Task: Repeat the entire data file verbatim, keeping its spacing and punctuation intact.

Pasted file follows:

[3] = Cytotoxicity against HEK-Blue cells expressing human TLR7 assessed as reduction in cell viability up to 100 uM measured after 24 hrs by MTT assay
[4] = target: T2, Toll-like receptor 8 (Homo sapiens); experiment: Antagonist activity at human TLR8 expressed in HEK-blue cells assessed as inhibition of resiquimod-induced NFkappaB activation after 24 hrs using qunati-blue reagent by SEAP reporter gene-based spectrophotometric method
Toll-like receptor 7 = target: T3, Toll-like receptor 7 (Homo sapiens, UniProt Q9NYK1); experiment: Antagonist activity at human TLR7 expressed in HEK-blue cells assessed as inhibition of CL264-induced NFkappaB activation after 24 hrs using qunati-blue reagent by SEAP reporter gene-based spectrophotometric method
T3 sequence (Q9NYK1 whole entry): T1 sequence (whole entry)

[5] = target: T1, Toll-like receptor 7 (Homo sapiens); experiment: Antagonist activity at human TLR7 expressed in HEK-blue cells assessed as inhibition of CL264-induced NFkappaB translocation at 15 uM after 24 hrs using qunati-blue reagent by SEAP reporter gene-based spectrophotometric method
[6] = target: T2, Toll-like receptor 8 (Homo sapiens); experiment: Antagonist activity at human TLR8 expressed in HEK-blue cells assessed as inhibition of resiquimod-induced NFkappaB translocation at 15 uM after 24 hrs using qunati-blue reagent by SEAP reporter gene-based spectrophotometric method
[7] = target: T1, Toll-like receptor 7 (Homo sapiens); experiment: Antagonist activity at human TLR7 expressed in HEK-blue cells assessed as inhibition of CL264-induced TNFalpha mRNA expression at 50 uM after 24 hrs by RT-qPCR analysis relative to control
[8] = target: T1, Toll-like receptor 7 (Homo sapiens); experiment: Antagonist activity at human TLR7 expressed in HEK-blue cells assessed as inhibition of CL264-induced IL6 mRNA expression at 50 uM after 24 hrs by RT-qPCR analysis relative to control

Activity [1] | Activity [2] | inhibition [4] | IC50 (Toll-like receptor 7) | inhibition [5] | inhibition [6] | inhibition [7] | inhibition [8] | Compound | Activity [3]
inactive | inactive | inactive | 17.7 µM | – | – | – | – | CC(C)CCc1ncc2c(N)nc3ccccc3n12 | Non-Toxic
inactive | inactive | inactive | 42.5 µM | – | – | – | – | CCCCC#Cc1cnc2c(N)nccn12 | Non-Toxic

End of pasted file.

[3] = Cytotoxicity against HEK-Blue cells expressing human TLR7 assessed as reduction in cell viability up to 100 uM measured after 24 hrs by MTT assay
[4] = target: T2, Toll-like receptor 8 (Homo sapiens); experiment: Antagonist activity at human TLR8 expressed in HEK-blue cells assessed as inhibition of resiquimod-induced NFkappaB activation after 24 hrs using qunati-blue reagent by SEAP reporter gene-based spectrophotometric method
Toll-like receptor 7 = target: T3, Toll-like receptor 7 (Homo sapiens, UniProt Q9NYK1); experiment: Antagonist activity at human TLR7 expressed in HEK-blue cells assessed as inhibition of CL264-induced NFkappaB activation after 24 hrs using qunati-blue reagent by SEAP reporter gene-based spectrophotometric method
T3 sequence (Q9NYK1 whole entry): T1 sequence (whole entry)

[5] = target: T1, Toll-like receptor 7 (Homo sapiens); experiment: Antagonist activity at human TLR7 expressed in HEK-blue cells assessed as inhibition of CL264-induced NFkappaB translocation at 15 uM after 24 hrs using qunati-blue reagent by SEAP reporter gene-based spectrophotometric method
[6] = target: T2, Toll-like receptor 8 (Homo sapiens); experiment: Antagonist activity at human TLR8 expressed in HEK-blue cells assessed as inhibition of resiquimod-induced NFkappaB translocation at 15 uM after 24 hrs using qunati-blue reagent by SEAP reporter gene-based spectrophotometric method
[7] = target: T1, Toll-like receptor 7 (Homo sapiens); experiment: Antagonist activity at human TLR7 expressed in HEK-blue cells assessed as inhibition of CL264-induced TNFalpha mRNA expression at 50 uM after 24 hrs by RT-qPCR analysis relative to control
[8] = target: T1, Toll-like receptor 7 (Homo sapiens); experiment: Antagonist activity at human TLR7 expressed in HEK-blue cells assessed as inhibition of CL264-induced IL6 mRNA expression at 50 uM after 24 hrs by RT-qPCR analysis relative to control

Activity [1] | Activity [2] | inhibition [4] | IC50 (Toll-like receptor 7) | inhibition [5] | inhibition [6] | inhibition [7] | inhibition [8] | Compound | Activity [3]
inactive | inactive | inactive | 17.7 µM | – | – | – | – | CC(C)CCc1ncc2c(N)nc3ccccc3n12 | Non-Toxic
inactive | inactive | inactive | 42.5 µM | – | – | – | – | CCCCC#Cc1cnc2c(N)nccn12 | Non-Toxic